An Egyptian court sentenced Mohamed Badie, leader of the outlawed Muslim Brotherhood, and 13 other senior members of the group to death for inciting chaos and violence, and gave a life term to a U.S.-Egyptian citizen for ties to the Brotherhood. The men were among thousands of people detained after freely elected Islamist president Mohamed Mursi was toppled in 2013 by the military under Abdel Fattah al-Sisi, who is now president. Sisi describes the Brotherhood as a major security threat. The group says it is committed to peaceful activism and had nothing to do with Islamist militant violence in Egypt since Mursi’s fall following mass protests against his rule.
The court did not differentiate between the defendants and put them all in the same basket.
Mohamed Abdel-Mawgod, one of the defense lawyers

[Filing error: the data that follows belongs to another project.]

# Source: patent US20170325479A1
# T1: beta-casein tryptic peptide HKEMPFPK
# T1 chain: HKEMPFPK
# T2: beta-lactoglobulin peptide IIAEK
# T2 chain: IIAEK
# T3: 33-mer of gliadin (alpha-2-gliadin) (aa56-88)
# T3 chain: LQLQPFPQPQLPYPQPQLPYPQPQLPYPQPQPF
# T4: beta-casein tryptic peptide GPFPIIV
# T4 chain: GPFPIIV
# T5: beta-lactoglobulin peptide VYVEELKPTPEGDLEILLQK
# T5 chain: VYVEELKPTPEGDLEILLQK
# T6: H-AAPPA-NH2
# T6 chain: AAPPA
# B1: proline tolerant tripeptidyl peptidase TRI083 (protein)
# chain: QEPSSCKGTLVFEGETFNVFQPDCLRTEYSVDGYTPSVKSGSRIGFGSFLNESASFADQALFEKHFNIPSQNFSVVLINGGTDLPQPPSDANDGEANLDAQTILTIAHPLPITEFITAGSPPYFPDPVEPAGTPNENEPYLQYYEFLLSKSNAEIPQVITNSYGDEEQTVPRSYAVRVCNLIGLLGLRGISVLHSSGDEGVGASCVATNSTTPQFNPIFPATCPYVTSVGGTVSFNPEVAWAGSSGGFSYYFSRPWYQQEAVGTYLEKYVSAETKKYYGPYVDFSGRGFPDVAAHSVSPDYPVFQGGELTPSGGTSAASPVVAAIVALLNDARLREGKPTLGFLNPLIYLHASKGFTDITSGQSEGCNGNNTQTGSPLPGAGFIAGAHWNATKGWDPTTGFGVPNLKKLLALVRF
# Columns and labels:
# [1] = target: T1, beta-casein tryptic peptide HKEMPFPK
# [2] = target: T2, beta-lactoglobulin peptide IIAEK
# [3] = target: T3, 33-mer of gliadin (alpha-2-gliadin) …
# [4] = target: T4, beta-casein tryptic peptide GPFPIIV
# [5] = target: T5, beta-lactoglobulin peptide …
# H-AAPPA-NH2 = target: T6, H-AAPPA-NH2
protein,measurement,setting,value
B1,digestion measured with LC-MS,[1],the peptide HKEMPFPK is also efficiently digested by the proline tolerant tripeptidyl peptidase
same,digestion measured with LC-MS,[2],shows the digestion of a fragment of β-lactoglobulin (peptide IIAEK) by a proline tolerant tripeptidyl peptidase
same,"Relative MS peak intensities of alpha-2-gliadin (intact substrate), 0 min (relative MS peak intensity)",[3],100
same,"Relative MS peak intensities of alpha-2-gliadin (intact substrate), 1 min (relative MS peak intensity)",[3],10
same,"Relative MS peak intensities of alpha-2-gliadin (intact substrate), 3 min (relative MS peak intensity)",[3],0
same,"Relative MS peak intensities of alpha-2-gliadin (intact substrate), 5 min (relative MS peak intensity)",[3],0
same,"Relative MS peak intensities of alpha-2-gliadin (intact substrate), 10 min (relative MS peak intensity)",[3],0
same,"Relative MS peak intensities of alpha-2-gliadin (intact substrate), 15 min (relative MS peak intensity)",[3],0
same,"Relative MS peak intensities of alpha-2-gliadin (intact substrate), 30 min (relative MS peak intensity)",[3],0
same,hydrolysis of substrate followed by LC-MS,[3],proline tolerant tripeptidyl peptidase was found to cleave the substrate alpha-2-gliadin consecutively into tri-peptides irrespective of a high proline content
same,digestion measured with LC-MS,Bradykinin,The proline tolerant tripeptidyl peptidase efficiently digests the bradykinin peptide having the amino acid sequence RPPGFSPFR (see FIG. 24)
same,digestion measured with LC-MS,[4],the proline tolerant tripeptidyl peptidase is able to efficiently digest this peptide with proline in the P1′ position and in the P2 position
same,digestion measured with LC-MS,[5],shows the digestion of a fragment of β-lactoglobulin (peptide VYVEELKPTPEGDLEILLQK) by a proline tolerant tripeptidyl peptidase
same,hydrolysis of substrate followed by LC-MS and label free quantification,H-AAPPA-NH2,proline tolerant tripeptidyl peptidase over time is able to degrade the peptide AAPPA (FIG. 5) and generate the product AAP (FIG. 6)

Egypt’s mass trials of Brotherhood members and people accused of links to the group, as well as its tough crackdown on Islamist and liberal opposition alike, have drawn international criticism of its judicial system and human rights record. The sentences can be appealed before Egypt’s highest civilian court in a process that could take years to reach a final verdict. U.S.-Egyptian citizen Mohamed Soltan, 27, was sentenced to life in jail for supporting the veteran Islamist movement and transmitting false news.